There is a certain challenge to the adequacy of our emotional reactions — especially those reactions, like grief and joy, which feel ‘called for’ at certain times. Suppose a family has a child who falls grievously ill. After many sleepless nights, the child stabilizes and eventually recovers. There are appropriate emotional responses to this sequence; the parents will, and should, feel relieved and joyed at the child’s recovery. Now suppose another family has a child who similarly falls grievously ill. Except this child does not recover and eventually dies. Again, there are appropriate emotional responses. The parents will, and should, feel grieved and heartbroken at the child’s death.
So far, there is no challenge. But now suppose that instead of two different families, it was one family with two children — one recovers, one dies. Here, what are the parents supposed to feel? There are a couple of options.
Perhaps they should feel a sort of moderated grief. After all, something wonderful has happened (a child has recovered) and something terrible has happened (a child has died). Do they partially cancel out (but maybe weighted in the direction of grief since ‘bad is stronger than good’)? The problem with this answer is that the grief is a response to the tragedy of the child’s death. And that child’s death is no less a tragedy just because the other child survived. Moderation would be appropriate if something happened to moderate the tragedy of the child’s death — such as the child being spared death and instead placed within an enchanted sleep — but it does not seem like the appropriate response to some other good thing occurring.
Perhaps then, you just need to feel either emotion. Both grief and joy are appropriate — so long as you feel one, then you are feeling well. But this won’t do either. There is something wrong with the parent who feels nothing for the recovery of their child, just as there is something wrong with the parent who feels nothing for the child’s death.
In fact, the only response that seems appropriate to the situation is to feel both grief and joy. You ought to be grieved at the one child’s death and joyed at the other child’s recovery.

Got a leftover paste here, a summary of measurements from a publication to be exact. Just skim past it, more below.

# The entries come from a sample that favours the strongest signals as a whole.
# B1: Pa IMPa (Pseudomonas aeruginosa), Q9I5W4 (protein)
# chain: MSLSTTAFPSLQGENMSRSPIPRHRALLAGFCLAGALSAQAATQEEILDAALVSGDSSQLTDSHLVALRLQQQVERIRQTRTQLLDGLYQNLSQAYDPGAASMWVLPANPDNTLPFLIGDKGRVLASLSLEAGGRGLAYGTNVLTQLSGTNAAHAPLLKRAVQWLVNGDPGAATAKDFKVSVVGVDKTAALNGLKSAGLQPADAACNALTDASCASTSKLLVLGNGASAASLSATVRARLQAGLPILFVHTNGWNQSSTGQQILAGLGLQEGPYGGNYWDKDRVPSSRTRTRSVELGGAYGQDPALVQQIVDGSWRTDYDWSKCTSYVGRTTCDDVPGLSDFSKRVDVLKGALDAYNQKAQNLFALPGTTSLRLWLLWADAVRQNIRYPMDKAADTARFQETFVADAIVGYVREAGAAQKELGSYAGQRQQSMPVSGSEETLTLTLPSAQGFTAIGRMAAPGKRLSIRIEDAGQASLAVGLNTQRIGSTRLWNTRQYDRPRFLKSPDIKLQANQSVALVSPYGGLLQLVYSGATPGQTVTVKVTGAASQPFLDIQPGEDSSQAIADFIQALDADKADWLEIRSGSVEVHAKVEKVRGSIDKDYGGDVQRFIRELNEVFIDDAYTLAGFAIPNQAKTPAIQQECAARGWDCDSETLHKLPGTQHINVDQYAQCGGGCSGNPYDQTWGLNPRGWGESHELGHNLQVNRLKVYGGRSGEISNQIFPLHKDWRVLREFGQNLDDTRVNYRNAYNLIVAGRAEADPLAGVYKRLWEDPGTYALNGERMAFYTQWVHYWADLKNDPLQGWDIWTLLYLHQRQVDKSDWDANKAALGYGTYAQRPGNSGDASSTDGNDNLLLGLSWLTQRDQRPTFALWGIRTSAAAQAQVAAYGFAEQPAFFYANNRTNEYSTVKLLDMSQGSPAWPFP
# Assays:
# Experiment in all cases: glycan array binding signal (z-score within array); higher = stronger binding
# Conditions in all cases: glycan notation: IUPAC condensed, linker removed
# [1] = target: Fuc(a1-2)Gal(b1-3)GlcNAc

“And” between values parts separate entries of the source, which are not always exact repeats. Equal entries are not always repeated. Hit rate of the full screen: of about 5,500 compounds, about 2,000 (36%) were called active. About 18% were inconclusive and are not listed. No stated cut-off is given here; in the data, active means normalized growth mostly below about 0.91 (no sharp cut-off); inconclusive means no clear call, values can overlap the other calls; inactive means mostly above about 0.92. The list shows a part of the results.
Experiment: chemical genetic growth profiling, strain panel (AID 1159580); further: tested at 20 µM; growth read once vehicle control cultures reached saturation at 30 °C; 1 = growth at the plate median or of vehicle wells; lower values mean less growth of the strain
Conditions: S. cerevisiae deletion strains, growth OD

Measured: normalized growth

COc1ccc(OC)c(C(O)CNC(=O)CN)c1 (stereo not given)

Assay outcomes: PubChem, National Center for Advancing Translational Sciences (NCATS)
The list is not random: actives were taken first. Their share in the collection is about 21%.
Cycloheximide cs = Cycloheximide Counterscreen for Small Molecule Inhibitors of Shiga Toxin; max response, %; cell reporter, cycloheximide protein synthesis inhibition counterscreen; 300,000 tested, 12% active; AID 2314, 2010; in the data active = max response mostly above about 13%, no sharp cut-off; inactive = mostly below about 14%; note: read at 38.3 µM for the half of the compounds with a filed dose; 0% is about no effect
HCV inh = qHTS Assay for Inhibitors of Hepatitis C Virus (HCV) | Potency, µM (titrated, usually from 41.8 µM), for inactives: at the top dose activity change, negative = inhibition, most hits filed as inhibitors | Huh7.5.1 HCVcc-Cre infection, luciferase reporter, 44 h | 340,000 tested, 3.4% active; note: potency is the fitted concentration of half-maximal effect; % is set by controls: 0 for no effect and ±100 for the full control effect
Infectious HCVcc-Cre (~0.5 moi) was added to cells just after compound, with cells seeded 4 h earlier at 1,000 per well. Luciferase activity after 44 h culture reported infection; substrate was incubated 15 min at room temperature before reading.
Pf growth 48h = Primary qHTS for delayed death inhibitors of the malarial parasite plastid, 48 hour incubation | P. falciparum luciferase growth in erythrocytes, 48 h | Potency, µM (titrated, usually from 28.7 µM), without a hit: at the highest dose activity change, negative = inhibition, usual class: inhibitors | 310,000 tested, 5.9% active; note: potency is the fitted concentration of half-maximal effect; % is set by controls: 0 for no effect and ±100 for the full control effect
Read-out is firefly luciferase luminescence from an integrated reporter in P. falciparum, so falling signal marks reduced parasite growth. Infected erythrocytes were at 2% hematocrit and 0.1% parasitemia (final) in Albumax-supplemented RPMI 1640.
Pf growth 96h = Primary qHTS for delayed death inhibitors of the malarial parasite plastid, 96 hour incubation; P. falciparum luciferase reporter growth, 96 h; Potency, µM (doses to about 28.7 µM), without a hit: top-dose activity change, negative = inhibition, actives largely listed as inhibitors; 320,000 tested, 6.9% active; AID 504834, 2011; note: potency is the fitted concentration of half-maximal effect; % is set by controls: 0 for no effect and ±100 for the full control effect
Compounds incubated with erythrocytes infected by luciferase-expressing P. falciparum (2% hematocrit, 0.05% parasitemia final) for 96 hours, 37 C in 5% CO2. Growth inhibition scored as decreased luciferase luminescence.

But here is the issue. It doesn’t seem possible to fully feel both at once. Feelings, unlike some other mental states, compete with each other. When I feel happy about one thing, it pushes sadness about other things to the periphery. This is unlike, say, beliefs. The parents can fully believe that one child recovered while, at the same moment, fully believing that the other child died. This is because beliefs do not require active attention. Moments ago, you believed all sorts of things about your former elementary school, but I expect until you read this sentence you were not actively attending to any of those beliefs.
Emotions, however, do require attention. If I can become fully absorbed in my work, then for a time my grief will retreat. (Of course, one of the frustrating things about grief is the way that it maintains a ‘grip’ on your attention — forcing your thoughts to circle back and return again, and again, to the tragedy.)
So, to fully feel the grief at the one child’s death, and to fully feel the joy at the other child’s recovery, would require me to keep my full attention on both at the same time. But we can’t do that with attention, attention is a limited resource. It can only be fully engaged in one direction.
The best we can do, then, is a sort of ping-ponging back and forth between grief and joy. Feeling complete grief when attending to the death, feeling thankful and relieved when attending to the recovery. But at no point, it seems, can my emotions be completely responsive to what is called for.
Berislav Marušić, in his essay “Do Reasons Expire”, considers a related puzzle:
“Grief is, plausibly, a response to reasons; the reason for my grief was my mother’s death; her death does not change over time; but it is not wrong for me to grieve less over time. Yet how could the diminution of grief not be wrong, if my reason for grief stays the same?”
The reason the problem is similar is that there is a disconnect between the response demanded by the event (the tragedy of someone’s death) and the psychological realities of our capacity to have emotions. You just can’t indefinitely grieve, and in turn you don’t indefinitely grieve. But doesn’t it seem as if there is a sense in which you ought to?
There is a conflict, then, between the psychological realities that constraint our emotions, and the appropriateness conditions surrounding what emotions we ‘ought’ to feel.
This is an important conflict to think about. One reason it’s important to be aware of this conflict is because it helps recognize exactly why we need to be so skeptical of grounding our moral decisions simply on emotions like anger or grief. Since we can only feel some emotions to an extent, our emotional responses, at a given time, are usually not responsive to the full range of relevant considerations. You can feel outrage about an injustice, or hopeful at political progress that has been made, but you can’t feel both at the same time to the appropriate extent. But given that psychological reality, that means that basing policy recommendations on emotions of rage or optimistic hope is likely to be morally dangerous.
This does not mean that emotions should play no role in our moral decision-making. Emotions are important. Instead, what this means is that we need to be extremely cautious when acting on our emotional reactions. We should always bear in mind that emotions are likely to not be reflective of the full range of complexities in any given case.